Sin and the local church, part 2

7 Jul

 

 

What do we do when someone in the church sins?

I guess, it would be easy if we were unbelievers. We could just ignore them or we might attack them.

But we are not.

We know sin is too serious for us to ignore and believers are too dearly loved by God to attack.

Which is why Jesus lays down a four step process for us to follow in Matthew 18.

He says, “If your brother sins against you.”

This is the context.

Notice, Jesus says.

Brother.

So, he’s talking about someone who is a believer.

Obviously, unbelievers are going to sin against you. You should expect that. But this basic process Jesus’ is explaining isn’t so much applying to those relationships, which is part of why we have church membership, again, because it just makes this easier, because we are like, is this person a Christian. They’ve been recognized as a brother or sister by the church. So this is now what, I need to do.

Second, he says.

Sins.

That tells us he’s not talking about preference either, which unfortunately, this is what most of us get most upset about.

When people do things we don’t like.

It’s not because we opened our Bibles and found a verse that says what they are doing is disobedient to God or anything but just because, they are doing things differently than us. We are like that person didn’t smile when they greeted me and that’s so rude so I need to do Matthew 18.

No.

This process that Jesus is telling us here isn’t for stuff like that.

It is for actual violations of God’s law, and you know, if you are going to follow this process here, you better be able to put your finger right on a verse, in the Bible, and be able to explain how what’s happening in disobedience to that.

That’s a place to start when you think someone sins against you.

Otherwise you know what.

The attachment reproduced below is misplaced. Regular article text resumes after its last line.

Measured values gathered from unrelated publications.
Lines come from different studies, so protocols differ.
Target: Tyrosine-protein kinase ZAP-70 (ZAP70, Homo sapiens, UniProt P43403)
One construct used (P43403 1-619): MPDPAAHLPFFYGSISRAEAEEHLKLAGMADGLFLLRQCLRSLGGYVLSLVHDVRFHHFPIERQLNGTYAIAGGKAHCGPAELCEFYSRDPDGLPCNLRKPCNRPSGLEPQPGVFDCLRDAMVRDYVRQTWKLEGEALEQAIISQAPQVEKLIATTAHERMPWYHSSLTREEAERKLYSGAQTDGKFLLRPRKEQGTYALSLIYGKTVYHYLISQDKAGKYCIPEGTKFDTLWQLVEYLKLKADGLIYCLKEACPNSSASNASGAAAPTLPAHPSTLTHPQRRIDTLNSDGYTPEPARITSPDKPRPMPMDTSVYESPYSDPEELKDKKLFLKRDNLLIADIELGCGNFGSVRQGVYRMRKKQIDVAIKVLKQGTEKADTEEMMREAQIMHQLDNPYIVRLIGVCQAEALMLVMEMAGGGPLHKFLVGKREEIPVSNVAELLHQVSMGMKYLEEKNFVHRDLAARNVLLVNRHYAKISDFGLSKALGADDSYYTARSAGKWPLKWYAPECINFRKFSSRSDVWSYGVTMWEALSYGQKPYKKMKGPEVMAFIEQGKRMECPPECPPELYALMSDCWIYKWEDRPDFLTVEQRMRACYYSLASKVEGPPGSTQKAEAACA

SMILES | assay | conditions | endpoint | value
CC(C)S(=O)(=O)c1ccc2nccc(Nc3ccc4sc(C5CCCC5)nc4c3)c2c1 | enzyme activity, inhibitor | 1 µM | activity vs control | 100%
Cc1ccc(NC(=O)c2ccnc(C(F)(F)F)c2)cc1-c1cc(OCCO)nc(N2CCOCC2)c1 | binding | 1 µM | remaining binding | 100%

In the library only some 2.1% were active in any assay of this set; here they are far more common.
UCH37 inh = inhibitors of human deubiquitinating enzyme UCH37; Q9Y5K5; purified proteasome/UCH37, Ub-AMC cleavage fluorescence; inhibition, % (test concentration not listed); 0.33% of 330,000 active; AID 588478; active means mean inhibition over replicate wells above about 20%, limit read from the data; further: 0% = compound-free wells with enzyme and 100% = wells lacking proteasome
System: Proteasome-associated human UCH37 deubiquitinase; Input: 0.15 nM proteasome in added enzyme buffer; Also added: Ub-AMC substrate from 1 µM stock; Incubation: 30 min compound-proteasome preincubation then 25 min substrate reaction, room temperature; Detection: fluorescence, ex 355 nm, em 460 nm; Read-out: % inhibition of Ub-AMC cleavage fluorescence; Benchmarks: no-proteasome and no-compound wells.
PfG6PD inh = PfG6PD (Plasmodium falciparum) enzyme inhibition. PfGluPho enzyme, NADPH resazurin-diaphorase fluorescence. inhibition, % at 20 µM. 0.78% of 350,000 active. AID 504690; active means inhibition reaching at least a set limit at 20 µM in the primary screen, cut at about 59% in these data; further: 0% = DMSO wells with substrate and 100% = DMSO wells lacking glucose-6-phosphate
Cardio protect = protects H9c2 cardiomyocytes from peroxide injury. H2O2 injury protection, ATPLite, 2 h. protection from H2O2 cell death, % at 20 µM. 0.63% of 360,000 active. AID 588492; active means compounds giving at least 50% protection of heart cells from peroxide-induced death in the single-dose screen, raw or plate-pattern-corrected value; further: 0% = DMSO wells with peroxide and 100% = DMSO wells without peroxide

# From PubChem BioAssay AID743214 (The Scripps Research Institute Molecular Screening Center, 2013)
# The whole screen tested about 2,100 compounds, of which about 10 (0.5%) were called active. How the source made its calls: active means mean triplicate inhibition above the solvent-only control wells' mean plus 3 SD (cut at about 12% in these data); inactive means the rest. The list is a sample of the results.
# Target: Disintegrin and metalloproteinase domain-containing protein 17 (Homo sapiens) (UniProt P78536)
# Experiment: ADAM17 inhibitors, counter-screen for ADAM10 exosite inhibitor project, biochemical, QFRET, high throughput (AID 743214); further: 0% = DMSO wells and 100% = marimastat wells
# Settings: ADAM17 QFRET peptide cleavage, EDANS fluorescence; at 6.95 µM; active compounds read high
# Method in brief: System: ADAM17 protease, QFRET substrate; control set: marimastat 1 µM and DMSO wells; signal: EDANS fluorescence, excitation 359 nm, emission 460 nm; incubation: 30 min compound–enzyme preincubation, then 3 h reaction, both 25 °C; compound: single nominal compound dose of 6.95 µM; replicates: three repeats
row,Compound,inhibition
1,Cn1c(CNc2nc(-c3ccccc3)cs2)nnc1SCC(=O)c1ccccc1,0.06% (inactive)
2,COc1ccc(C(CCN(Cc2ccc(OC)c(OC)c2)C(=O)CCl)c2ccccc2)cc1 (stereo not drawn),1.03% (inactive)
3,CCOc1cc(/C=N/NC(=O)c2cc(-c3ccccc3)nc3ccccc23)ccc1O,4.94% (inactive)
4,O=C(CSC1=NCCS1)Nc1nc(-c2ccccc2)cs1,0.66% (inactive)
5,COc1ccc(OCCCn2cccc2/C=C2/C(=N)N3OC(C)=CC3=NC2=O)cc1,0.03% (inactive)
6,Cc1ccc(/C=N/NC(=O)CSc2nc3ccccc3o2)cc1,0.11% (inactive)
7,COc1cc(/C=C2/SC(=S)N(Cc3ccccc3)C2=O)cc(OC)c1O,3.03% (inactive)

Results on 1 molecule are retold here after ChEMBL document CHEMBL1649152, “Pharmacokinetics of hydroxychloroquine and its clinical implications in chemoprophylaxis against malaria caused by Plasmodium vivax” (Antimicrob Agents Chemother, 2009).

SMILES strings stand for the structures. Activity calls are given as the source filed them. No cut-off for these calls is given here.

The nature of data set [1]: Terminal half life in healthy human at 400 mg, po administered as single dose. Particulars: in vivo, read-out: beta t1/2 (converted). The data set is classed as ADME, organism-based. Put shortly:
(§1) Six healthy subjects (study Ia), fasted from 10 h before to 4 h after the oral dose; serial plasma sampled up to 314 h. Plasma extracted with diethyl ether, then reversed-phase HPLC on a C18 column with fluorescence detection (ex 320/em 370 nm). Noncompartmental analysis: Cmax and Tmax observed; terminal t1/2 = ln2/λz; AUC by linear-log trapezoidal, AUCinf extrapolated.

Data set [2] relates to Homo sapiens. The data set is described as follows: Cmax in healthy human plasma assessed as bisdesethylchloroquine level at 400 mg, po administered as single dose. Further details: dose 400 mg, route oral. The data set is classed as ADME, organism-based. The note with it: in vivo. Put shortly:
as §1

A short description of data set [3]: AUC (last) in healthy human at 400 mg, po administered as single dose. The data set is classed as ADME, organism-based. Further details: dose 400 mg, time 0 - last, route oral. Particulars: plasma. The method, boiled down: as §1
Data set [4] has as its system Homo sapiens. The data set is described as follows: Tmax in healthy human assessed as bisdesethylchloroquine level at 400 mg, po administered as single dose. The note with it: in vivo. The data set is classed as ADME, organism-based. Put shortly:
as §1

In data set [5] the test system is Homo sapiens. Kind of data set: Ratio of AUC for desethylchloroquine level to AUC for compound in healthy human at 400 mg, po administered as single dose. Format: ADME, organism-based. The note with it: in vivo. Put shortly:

Get over it.

Because, that’s how you should respond to stuff people do, that isn’t sin.

Some of us are so judgmental, and so we are so sure, that we know how everyone is supposed to act, and why they do what they do, and it’s just pride, and so if they don’t measure up to our standard, we are like, their judge, jury, and executioner, and I am saying, that’s now how love acts.

If I love you.

I am going to be willing to have you step on my toes, you know.

And maybe after a while, if you keep stepping on my toes, I will say, hey, you know, that’s not my favorite, you stepping on my toes like that, but if you keep doing it anyway, and it’s not really a violation of anything in God’s Word anywhere.

It’s just you being you.

I put up with it.

I maybe get shoes with steel toes, you know.

But that’s the way love acts, when it comes to personal preferences.

It suffers long.

This process Jesus is giving is about how you respond when another person who is a believer actually clearly and objectively disobeys God’s Word. Not just bothers you.

A little.

And I might even add, I think what Jesus is talking about mostly, is stuff we can see outwardly.

With our eyes.

If I think you said something that to me sounds like you were being proud, I might come to you, and lovingly ask you, are you struggling with being proud, but ultimately, if you say, no, I don’t think so, that’s pretty much where it has to end, except for maybe prayer because I can’t see into your heart.

I am not God.

I can’t read your motives.